Commentary

Ravens not acting like champions

High turnover unusual for Super Bowl winner, but Baltimore strategy makes sense

Originally Published: July 7, 2013
By John Clayton | ESPN.com

The Baltimore Ravens' actions this offseason -- after they won the Super Bowl -- have been historic in a certain sense.

Super Bowl winners usually don't revamp their rosters. Most Super Bowl winners re-sign and reload the starting lineup with the hope that continuity enhances the chances of repeating. Those ideas worked well in the eras before the salary cap and free agency.

Not anymore. The last team to repeat as Super Bowl champion was the New England Patriots in the 2004 season. Before that, it was the John Elway-led Denver Broncos in 1998. No other teams have won consecutive Super Bowls since the salary cap was instituted in 1994. Instead, the pattern has been that the Super Bowl champ usually comes back with at least a one-game drop in wins.

Baltimore general manager Ozzie Newsome and coach John Harbaugh have attempted to break that trend this offseason. They knew at midseason that Ray Lewis would retire. The personnel people started meeting in November knowing they weren't going to do what they did after winning the Super Bowl in 2000. They were going to make significant changes this time.

[+] EnlargeJohn Harbaugh and Ozzie Newsome
Patrick McDermott/Getty ImagesJohn Harbaugh and Ozzie Newsome weren't afraid to make major changes to a championship roster.

They wound up releasing or letting walk six defensive starters. On offense, they traded Anquan Boldin and cut fullback Vonta Leach.

Those decisions may or may not work but, in retrospect, the Ravens had no choice. The average age of their starting lineup in last year's Super Bowl was 28.6. That's the ninth-oldest lineup ever to play in a Super Bowl, and it's the oldest since the 1997 and '98 Broncos, who put together lineups of 30.1 and 29.4 years to make their last runs at the title with Elway.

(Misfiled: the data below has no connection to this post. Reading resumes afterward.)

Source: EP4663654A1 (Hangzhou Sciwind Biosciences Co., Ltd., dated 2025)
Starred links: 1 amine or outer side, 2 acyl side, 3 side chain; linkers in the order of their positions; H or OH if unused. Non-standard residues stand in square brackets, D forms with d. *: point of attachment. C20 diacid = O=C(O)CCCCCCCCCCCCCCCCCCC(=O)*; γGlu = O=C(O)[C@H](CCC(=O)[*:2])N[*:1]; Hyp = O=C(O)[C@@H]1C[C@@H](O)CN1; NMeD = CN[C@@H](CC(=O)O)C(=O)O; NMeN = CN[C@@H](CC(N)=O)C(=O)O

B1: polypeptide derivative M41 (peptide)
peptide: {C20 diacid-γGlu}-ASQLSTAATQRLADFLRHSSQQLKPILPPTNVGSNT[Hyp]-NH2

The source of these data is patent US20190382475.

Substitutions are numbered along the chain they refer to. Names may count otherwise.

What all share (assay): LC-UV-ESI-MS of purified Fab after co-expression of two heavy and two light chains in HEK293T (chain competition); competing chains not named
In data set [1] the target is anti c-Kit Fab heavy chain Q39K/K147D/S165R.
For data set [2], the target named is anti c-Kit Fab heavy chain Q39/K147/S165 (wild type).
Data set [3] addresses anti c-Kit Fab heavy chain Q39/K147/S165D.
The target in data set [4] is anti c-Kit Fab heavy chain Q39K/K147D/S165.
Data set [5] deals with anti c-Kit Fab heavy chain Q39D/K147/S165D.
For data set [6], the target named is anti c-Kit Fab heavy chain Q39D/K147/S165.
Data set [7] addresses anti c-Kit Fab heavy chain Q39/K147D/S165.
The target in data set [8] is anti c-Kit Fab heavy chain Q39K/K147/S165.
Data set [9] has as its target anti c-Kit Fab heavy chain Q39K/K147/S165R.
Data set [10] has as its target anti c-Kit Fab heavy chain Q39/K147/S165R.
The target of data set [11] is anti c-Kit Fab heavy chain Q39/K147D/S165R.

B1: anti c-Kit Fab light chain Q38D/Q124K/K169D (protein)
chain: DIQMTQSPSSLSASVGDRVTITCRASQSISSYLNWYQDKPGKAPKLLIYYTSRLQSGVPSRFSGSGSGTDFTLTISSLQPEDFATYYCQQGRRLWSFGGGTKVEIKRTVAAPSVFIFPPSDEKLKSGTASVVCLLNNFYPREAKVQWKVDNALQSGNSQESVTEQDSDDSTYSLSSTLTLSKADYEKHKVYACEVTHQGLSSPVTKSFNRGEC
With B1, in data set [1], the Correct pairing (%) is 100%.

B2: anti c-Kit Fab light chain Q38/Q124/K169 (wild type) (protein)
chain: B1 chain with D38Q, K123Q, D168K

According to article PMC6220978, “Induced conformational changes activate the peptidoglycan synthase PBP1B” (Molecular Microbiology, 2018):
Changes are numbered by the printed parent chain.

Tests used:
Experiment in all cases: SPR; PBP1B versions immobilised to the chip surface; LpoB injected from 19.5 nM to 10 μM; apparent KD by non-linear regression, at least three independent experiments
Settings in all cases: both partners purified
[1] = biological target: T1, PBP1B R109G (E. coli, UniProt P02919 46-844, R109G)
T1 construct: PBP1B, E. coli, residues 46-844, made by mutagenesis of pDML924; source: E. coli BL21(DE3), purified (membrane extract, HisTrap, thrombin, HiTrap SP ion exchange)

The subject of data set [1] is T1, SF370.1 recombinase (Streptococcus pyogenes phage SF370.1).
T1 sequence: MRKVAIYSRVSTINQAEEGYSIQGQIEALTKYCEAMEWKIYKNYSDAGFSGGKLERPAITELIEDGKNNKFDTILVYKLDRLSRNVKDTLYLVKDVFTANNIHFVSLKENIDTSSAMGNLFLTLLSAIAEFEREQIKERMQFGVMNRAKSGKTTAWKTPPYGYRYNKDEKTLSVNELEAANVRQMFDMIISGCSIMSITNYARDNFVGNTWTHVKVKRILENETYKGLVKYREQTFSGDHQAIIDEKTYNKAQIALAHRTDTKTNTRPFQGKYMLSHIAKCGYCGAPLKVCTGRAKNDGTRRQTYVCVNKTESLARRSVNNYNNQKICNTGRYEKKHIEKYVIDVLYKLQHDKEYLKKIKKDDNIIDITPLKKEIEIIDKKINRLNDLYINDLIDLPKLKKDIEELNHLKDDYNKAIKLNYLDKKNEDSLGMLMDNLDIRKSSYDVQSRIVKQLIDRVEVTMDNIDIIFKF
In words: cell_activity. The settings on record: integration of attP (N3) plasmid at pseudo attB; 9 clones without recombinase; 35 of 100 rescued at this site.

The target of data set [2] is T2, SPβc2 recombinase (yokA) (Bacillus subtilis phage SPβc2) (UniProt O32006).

What's significant is that the Ravens had the third-oldest starting lineup in a Super Bowl in the salary-cap era, and they did it with a young quarterback, Joe Flacco. Something had to give.

Despite the Super Bowl win, it was easy to see age had caught up to Baltimore's defense. From 2008 to 2011, the Ravens surrendered no more than 16.9 points a game. Last year's Ravens gave up 21.5. Stopping the run became a problem. The Ravens gave up 122.8 yards a game on the ground and 4.0 yards a carry.

Injuries were one of the reasons, but age was another. The Ravens didn't re-sign 34-year-old defensive tackle Ma'ake Kemoeatu and are hoping Haloti Ngata, 29, has a healthier season than he did in 2012. The Ravens also believe the additions of Chris Canty and Marcus Spears to the defensive line will stop some of the bleeding in the run defense.

To bring back safety Ed Reed, who will turn 35 in September, the Ravens needed him to accept a smaller salary. When that didn't work out, they let him walk to Houston. Although they loved the hitting of safety Bernard Pollard, the Ravens let him go, and now he's in Tennessee.

The salary cap influenced other decisions, too. Boldin and Leach made too much for offensive players in their 30s. Considering the average annual salary of $20.1 million owed to Flacco, the Ravens couldn't afford to keep pass-rusher Paul Kruger, cornerback Cary Williams and linebacker Dannell Ellerbe, even though age-wise they were in their primes.

Bold moves such as those are rare for recent Super Bowl winners. Often, the average age of the team stays the same or gets a little bit older.

The 2000 Ravens, for example, had a starting lineup that was an average of 27.6 years old. The startling lineup of the 2001 team had an average age of 28.86. That's the norm.

During the Patriots' run of three Super Bowl wins in four years, their average ages during the championship years were 27.8, 28 and 27.6. Changes in the starting lineup were minimal. Coach Bill Belichick had a young, future Hall of Fame quarterback in Tom Brady and a defense filled with older veterans who could not only start but also step in as valuable role players.

History has shown that Super Bowl teams can't be too young or too old. The average age of a Super Bowl starting lineup is 27.6. The Steelers won a Super Bowl in the 2008 season with a starting lineup averaging 28 years of age. They changed little the next year and fell from 12 wins to nine.

Jon Gruden's Tampa Bay Buccaneers won a Super Bowl in the 2002 season with a starting lineup that averaged 28.5 years old. The Bucs' starting lineup the next year averaged 28.8. The team went from 12-4 to 7-9.

Instead of rolling the dice and keeping an older roster together, the Ravens went against tradition and reshuffled their roster. If that gets them deep in the playoffs or back to the Super Bowl, we'll see if other teams copy the strategy in the future.

John Clayton

NFL senior writer